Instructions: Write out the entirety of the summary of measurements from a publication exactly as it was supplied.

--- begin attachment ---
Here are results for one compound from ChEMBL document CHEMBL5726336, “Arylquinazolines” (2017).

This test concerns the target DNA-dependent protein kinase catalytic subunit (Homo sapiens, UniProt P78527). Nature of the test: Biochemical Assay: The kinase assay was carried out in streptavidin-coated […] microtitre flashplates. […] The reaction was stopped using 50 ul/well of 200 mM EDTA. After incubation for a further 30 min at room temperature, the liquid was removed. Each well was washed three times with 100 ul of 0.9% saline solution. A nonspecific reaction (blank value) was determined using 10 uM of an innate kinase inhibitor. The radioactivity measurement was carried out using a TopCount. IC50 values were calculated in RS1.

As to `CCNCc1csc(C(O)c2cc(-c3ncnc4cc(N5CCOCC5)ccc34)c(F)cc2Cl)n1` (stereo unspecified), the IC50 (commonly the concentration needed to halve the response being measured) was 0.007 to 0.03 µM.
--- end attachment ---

Here are results for one compound from ChEMBL document CHEMBL5726336, “Arylquinazolines” (2017).

This test concerns the target DNA-dependent protein kinase catalytic subunit (Homo sapiens, UniProt P78527). Nature of the test: Biochemical Assay: The kinase assay was carried out in streptavidin-coated […] microtitre flashplates. […] The reaction was stopped using 50 ul/well of 200 mM EDTA. After incubation for a further 30 min at room temperature, the liquid was removed. Each well was washed three times with 100 ul of 0.9% saline solution. A nonspecific reaction (blank value) was determined using 10 uM of an innate kinase inhibitor. The radioactivity measurement was carried out using a TopCount. IC50 values were calculated in RS1.

As to `CCNCc1csc(C(O)c2cc(-c3ncnc4cc(N5CCOCC5)ccc34)c(F)cc2Cl)n1` (stereo unspecified), the IC50 (commonly the concentration needed to halve the response being measured) was 0.007 to 0.03 µM.